Date released
23 September 2021

What started as a small ACIAR research project to better assess solutions to land, soil and water degradation is now expected to go global with the support of the Food and Agriculture Organization of the United Nations (FAO).

The project is focused on creating a digital Comprehensive Framework of Response Assessment (CFRA) to better understand the effectiveness of technical, institutional and policy responses to mitigate and adapt to land, soil and water degradation.

CFRA is currently undergoing beta testing in the Philippines and if everything goes according to plan it is expected to play a key role in transforming FAO’s flagship decadal report on land and water resources, called SOLAW, into a real-time decision-making tool tentatively called SOLAW Live.

‘We seem to have found a bit of a sweet spot,’ says Dr James Quilty, ACIAR Research Program Manager for Soil and Land Management. ‘There’s quite a bit of interest in CFRA and FAO has been very engaged.’

Dr Anik Bhaduri, the project leader and an associate professor at Griffith University, points to two reasons why CFRA could be critical to the development of SOLAW Live.

The first is that the framework enables decision-makers to easily assess the quality of potential responses to land, soil and water degradation. This is a big step up from current practices where ‘the solutions that come out of any report are really ad hoc’, adds Dr Bhaduri.

The second is that CFRA enables real-time decisionmaking, which reduces the fatigue affiliated with decadal reports while simultaneously making the content in those reports more dynamic.

Testing first

The digital tool is now in beta-testing in the Philippines. While phase one of CFRA back in 2020 focused on compiling huge global data sets, phase two now is more about getting into the country level. This is important because global data is inherently biased due to the fact that generally only successful responses to land, soil and water degradation are reported. Therefore, any recommended responses need to be validated on the ground and data gaps must be filled.

In order to get a nuanced country-level perspective, Australian researchers are collaborating with Philippine government agencies particularly the Department of Science and Technology-Philippine Council for Agriculture, Aquatic and Natural Resources Research and Development (DOST-PCAARRD) as well as the Department of Agriculture—Bureau of Soil and Water Management. Dr Bhaduri says the Philippines was a natural choice for a project partner.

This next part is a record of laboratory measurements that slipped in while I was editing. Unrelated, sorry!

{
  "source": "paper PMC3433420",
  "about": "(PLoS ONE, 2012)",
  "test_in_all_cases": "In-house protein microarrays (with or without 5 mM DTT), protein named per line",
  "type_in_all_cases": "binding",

‘First, our relationship with them is strong enough that they co-invested in the project, and second, if you look at their research capacity, it’s actually very high,’ says Dr Bhaduri. ‘We were confident that if we engaged DOST-PCAARRD on this they would give us an honest assessment.’

Dr Rey Ebora, Executive Director of DOST-PCAARRD, welcomes the project. He says that about 70% of Philippine land has been degraded due to soil erosion, making this one of the most serious forms of land degradation in the country. As a result, DOSTPCAARRD has funded several technologies related to soil and water resources over the years and is now in need of a tool like CFRA and SOLAW Live to assess local technologies and their impacts.

‘Among other things, we envision CFRA to achieve improved decision-making for sustainable management of land, water and soil in the Philippines, including private- and public-sector investments to address degradation,’ says Dr Ebora.

At the moment the researchers are focused on collecting country-level data before validating it by testing their analysis on the ground at five or six monitored sites. CFRA has 60 categories of responses and, among other things, the researchers want to know if a response works under certain conditions in one region, can it work in another region with similar conditions? What is the probability that farmers in both regions will adopt the response?

Scaling out

‘If the whole project is successful then we can roll out at a much bigger level in the Philippines and other countries,’ says Dr Bhaduri. ‘Of course, the actual rollout should be done by the Philippines and other implementing organisations.’

The researchers hope to present the progress they’ve made with CFRA at the annual United Nations Climate Change Conference (COP26), which will be held in Glasgow, Scotland, this November. FAO has expressed strong interest in the tool and other development agencies are also taking notice.

‘We’ve been talking to the Australian Government Department of Foreign Affairs and Trade and others wherever we get the opportunity,’ says Dr Quilty. ‘There’s potential for the World Bank, or Global Environment Facility (GEF) Funds, or any of those big multilaterals that are trying to look at how they invest funds to overcome soil and land degradation as well as improve the sustainability of food production systems. Overall, there seems to be a lot of interest in [CFRA] quite broadly.’

ACIAR PROJECT: Development of a cost-benefit assessment framework in support of the State of Land and Water (SOLAW) report 2021, SLAM/2020/138.

Feature image caption: A framework to assess the effectiveness of responses to land, soil and water degradation aims to help decision-makers in the Philippines to implement more successful interventions. Photo: James Quilty, ACIAR.